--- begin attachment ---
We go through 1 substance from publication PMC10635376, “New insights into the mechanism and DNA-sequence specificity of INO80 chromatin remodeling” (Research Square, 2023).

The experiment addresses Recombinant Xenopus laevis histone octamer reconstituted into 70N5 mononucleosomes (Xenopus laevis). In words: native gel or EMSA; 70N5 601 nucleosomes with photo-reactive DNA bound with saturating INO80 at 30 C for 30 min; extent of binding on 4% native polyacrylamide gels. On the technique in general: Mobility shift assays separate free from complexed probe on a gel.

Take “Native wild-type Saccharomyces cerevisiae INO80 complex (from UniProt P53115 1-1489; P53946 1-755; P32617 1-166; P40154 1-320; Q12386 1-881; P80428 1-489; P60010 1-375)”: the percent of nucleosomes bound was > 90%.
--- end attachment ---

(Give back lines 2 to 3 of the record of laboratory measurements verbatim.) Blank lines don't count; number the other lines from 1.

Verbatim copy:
The experiment addresses Recombinant Xenopus laevis histone octamer reconstituted into 70N5 mononucleosomes (Xenopus laevis). In words: native gel or EMSA; 70N5 601 nucleosomes with photo-reactive DNA bound with saturating INO80 at 30 C for 30 min; extent of binding on 4% native polyacrylamide gels. On the technique in general: Mobility shift assays separate free from complexed probe on a gel.

Take “Native wild-type Saccharomyces cerevisiae INO80 complex (from UniProt P53115 1-1489; P53946 1-755; P32617 1-166; P40154 1-320; Q12386 1-881; P80428 1-489; P60010 1-375)”: the percent of nucleosomes bound was > 90%.